Wednesday

30th Nov 2022

EU 'shocked' at Libya death verdict for Bulgarian nurses

  • The West has been calling on the Libyan leader Muammar Gaddafi to free the medics (Photo: EUobserver)

The EU has condemned as "unacceptable" a Libyan court decision to sentence five Bulgarian nurses and a Palestinian doctor to death for allegedly infecting hundreds of children with HIV.

The European Commission and Finland's EU presidency expressed their shock and disappointment on Tuesday (19 December) following the announcement of the final punishment for the medics who have been in detention in the north African country for seven years.

Read and decide

Join EUobserver today

Become an expert on Europe

Get instant access to all articles — and 20 years of archives. 14-day free trial.

... or subscribe as a group

The six were accused of infecting 426 Libyan children with HIV at a hospital in Benghazi in the 1990s, over 50 of whom having died in the meantime.

The medics deny the charges with a number of expert studies suggesting the infection was present in the hospital before their arrival and its real cause was poor hygiene.

Bulgaria's foreign ministry said the verdict "is clearly setting back the efforts to solve this painful case," stressing "any linkage of this tragedy to the work of the Bulgarian nurses and the Palestinian doctor is absolutely unfounded and misleads the Libyan people and the concerned families."

Libya has asked for €10 million in compensation for each of the affected families in return for lifting the death penalty for the prisoners but Sofia has rejected the idea, claiming it would be tantamount to admitting the prisoners' guilt.

The EU last year set aside €2 million in its common budget to help AIDS victims in Libya, with the commission releasing the latest €500,000 slice of it just last Friday.

Commission vice-president Franco Frattini - involved in communication with Tripoli over the issue - stated "My first reaction is great disappointment. I am shocked by this kind of decision. I strongly hope that somehow the Libyan authorities will rethink this decision."

German foreign minister Frank-Walter Steinmeier said his country's incoming EU presidency would push Libya to drop the sentences.

"We will continue to exert pressure under the German presidency that Libya doesn't only take part in a solution but ultimately brings about a solution," he said in Brussels.

Tuesday's verdict comes after a seven-month retrial following the supreme court's move last year to return the case to a lower court. Back in 2004, the medics were pronounced guilty and sentenced to death by firing squad.

The trial is being closely watched by the Libyan population, with media reporting that relatives of the infected children who attended Tuesday's hearing reacted by shouting "God is greatest", as well as urging their leader Muammar Gaddafi "Go ahead, our falcon, in defiance of the West."

Human rights group Amnesty International has urged the EU to reconsider its future ties with Libya - in light of the medics' case.

"A justice system that imposes the death penalty after questionable trials also reinforces concerns about the EU's eagerness to cooperate with Libya in the fight against irregular migration", said Amnesty's Brussels office director Dick Oosting.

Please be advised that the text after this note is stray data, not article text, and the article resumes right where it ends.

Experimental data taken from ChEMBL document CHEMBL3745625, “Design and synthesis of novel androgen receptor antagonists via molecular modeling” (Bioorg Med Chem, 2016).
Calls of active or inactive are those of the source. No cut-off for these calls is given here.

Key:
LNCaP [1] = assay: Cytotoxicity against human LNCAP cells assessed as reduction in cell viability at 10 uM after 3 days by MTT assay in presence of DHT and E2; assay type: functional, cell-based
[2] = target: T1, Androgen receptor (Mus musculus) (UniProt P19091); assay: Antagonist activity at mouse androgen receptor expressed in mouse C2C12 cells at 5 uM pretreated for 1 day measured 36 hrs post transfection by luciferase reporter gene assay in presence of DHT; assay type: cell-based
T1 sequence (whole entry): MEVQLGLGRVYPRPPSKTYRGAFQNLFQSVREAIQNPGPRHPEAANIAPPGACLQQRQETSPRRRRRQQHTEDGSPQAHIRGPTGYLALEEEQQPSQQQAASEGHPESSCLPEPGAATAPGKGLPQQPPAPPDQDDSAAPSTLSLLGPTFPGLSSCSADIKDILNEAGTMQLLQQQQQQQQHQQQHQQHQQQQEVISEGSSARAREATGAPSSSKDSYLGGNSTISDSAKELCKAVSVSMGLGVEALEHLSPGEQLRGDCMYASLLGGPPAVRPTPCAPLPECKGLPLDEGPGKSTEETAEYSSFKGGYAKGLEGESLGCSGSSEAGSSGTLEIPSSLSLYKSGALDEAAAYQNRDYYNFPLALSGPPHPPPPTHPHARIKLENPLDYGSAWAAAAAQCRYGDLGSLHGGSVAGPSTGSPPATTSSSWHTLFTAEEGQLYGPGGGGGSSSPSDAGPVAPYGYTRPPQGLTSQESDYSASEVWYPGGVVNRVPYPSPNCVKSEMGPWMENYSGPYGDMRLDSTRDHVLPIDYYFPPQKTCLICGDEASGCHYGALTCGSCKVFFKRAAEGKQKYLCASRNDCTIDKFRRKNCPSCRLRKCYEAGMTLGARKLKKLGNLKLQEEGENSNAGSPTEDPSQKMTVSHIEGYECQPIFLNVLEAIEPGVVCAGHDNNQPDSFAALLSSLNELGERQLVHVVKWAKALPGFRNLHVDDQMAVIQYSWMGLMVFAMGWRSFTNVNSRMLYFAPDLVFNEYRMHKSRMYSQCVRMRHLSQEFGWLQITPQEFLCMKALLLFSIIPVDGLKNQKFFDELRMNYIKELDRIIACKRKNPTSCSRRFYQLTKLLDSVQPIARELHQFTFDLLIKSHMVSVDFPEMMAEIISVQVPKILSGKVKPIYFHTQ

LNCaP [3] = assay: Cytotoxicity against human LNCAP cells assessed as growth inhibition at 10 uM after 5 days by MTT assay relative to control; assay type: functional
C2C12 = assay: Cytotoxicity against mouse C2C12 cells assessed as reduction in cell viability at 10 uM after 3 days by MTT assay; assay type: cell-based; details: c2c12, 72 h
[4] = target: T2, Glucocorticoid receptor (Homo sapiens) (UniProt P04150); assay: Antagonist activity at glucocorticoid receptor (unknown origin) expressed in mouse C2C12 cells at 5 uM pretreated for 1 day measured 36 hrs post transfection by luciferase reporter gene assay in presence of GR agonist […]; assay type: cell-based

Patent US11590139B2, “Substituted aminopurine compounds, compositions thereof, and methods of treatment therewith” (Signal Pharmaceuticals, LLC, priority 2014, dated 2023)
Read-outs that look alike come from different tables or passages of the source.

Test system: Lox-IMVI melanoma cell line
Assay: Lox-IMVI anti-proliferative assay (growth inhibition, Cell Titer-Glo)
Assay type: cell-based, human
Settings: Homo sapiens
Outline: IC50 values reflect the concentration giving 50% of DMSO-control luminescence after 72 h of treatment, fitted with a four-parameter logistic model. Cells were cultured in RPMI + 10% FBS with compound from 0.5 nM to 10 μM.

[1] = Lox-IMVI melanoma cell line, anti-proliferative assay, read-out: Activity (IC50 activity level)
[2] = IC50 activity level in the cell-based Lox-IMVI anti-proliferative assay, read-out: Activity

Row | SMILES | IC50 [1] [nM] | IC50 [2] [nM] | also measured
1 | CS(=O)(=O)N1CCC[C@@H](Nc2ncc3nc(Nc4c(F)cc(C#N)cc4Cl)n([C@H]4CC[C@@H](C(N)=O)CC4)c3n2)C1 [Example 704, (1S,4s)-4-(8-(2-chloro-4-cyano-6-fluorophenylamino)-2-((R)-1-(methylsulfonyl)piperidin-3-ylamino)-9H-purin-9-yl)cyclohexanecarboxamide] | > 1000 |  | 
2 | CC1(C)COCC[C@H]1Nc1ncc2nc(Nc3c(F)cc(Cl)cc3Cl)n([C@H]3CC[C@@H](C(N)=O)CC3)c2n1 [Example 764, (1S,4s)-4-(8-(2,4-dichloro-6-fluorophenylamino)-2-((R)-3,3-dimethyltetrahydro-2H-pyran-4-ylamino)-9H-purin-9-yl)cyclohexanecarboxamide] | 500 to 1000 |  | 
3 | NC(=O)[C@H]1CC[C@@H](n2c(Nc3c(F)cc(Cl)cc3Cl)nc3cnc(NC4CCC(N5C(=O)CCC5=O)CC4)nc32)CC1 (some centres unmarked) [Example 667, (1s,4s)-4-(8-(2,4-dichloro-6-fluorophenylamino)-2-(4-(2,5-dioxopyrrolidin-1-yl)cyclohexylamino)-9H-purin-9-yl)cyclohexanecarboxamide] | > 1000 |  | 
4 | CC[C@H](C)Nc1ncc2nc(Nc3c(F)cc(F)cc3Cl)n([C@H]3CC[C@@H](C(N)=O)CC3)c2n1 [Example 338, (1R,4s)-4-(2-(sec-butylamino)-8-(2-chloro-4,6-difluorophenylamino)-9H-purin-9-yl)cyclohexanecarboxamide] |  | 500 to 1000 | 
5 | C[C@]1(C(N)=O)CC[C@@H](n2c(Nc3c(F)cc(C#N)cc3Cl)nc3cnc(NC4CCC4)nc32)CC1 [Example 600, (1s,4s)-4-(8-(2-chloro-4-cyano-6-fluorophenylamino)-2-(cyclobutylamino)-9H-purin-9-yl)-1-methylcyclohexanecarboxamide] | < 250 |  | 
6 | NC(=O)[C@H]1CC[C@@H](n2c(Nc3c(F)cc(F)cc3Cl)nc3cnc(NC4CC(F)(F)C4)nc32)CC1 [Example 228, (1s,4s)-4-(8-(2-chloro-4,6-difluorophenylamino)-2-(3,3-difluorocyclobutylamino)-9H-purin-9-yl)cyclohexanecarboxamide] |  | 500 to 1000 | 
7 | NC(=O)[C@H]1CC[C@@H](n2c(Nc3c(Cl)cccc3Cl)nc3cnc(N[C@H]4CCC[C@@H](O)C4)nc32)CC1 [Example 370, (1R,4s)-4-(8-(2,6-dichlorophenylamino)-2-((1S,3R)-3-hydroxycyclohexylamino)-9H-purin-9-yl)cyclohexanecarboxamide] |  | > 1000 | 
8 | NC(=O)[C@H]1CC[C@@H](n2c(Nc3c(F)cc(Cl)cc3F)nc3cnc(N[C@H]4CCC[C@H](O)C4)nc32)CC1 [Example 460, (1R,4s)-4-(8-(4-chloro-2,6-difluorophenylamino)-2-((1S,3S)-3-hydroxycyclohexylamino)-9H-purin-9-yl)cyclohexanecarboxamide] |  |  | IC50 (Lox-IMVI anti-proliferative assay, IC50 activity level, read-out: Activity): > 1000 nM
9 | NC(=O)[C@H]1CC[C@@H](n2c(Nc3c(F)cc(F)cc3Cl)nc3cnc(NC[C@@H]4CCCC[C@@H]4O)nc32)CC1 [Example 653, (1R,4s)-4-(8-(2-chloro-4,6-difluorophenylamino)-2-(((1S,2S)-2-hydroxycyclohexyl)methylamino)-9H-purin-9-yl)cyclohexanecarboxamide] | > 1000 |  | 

Catalan spyware victims demand justice

Victims of the widening spyware scandal in Spain are demanding justice and reparations, following the revelations that journalists, lawyers, civil society and politicians had been targeted.

EU Commission to keep Hungary's EU funds in limbo

The EU executive, on the other hand, is expected to approve Hungary's recovery plan, worth €5.8bn, but only would disburse actual money if Hungary delivers on some 27 key reforms.

News in Brief

  1. 'Pro-Kremlin group' in EU Parliament cyberattack
  2. Ukraine will decide on any peace talks, Borrell says
  3. Germany blocks sale of chip factory to Chinese subsidiary
  4. Strikes and protests over cost-of-living grip Greece, Belgium
  5. Liberal MEPs want Musk quizzed in parliament
  6. Bulgarian policeman shot dead at Turkish border
  7. 89 people allowed to disembark in Italy, aid group says
  8. UN chief tells world: Cooperate on climate or perish

Stakeholders' Highlights

  1. Nordic Council of MinistersCOP27: Food systems transformation for climate action
  2. Nordic Council of MinistersThe Nordic Region and the African Union urge the COP27 to talk about gender equality
  3. International Sustainable Finance CentreJoin CEE Sustainable Finance Summit, 15 – 19 May 2023, high-level event for finance & business
  4. Friedrich Naumann Foundation European DialogueGender x Geopolitics: Shaping an Inclusive Foreign Security Policy for Europe
  5. Obama FoundationThe Obama Foundation Opens Applications for its Leaders Program in Europe
  6. EFBWW – EFBH – FETBBA lot more needs to be done to better protect construction workers from asbestos

Latest News

  1. Why the EU asbestos directive revision ... needs revising
  2. Nato renews membership vow to Ukraine
  3. Catalan spyware victims demand justice
  4. Is the overwhelming critique of Qatar hypocritical?
  5. EU carbon-removal scheme dubbed 'smokescreen for inaction'
  6. EU lawmakers under pressure to act on 90,000 asbestos deaths
  7. Post-COP27 optimism — non-Western voices are growing
  8. Legal scholars: Prosecuting Putin 'legally problematic'

Join EUobserver

Support quality EU news

Join us